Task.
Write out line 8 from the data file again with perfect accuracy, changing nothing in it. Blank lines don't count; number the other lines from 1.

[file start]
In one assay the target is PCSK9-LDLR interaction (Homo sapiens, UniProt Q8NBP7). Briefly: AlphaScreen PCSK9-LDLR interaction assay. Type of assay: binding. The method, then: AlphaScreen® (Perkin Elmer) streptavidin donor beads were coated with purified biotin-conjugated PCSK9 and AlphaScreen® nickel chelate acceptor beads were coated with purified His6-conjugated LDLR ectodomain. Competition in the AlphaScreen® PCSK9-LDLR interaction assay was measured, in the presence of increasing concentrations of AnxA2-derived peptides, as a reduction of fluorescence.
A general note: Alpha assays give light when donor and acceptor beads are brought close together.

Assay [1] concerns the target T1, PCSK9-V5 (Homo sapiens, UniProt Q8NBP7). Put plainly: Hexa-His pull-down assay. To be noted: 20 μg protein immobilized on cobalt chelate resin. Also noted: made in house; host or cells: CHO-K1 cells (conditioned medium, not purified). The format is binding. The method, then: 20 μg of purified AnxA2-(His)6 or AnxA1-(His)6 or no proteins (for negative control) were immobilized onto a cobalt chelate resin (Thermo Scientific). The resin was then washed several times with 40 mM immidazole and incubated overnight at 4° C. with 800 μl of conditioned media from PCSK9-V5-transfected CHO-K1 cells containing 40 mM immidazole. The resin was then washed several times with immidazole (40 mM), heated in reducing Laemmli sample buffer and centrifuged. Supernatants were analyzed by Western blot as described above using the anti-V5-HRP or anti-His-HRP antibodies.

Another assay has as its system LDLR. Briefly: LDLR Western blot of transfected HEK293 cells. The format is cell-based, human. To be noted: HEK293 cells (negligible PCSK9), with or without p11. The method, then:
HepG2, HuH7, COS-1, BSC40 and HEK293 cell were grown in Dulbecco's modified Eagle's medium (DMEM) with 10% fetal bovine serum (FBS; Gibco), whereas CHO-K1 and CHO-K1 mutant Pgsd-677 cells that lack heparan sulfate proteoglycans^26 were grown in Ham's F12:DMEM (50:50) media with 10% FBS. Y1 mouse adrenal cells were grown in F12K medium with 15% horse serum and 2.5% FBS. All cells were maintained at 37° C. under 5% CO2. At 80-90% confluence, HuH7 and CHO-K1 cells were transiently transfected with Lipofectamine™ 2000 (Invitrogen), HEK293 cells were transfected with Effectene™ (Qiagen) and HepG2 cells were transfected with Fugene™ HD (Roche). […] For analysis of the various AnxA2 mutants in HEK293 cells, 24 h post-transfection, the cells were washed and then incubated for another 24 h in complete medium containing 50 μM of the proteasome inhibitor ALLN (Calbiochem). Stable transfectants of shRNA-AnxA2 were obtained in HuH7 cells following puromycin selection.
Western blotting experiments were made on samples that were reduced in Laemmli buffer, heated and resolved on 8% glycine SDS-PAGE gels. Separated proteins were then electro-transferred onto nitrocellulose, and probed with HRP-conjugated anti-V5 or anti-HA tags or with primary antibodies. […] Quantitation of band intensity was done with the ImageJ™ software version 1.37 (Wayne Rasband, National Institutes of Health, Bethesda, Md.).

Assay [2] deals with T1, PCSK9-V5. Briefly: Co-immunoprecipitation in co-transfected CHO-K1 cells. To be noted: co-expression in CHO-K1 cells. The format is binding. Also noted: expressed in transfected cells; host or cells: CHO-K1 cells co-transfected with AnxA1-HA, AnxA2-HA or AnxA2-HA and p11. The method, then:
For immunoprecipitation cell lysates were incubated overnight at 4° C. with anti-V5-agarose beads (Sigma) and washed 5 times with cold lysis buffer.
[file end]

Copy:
For immunoprecipitation cell lysates were incubated overnight at 4° C. with anti-V5-agarose beads (Sigma) and washed 5 times with cold lysis buffer.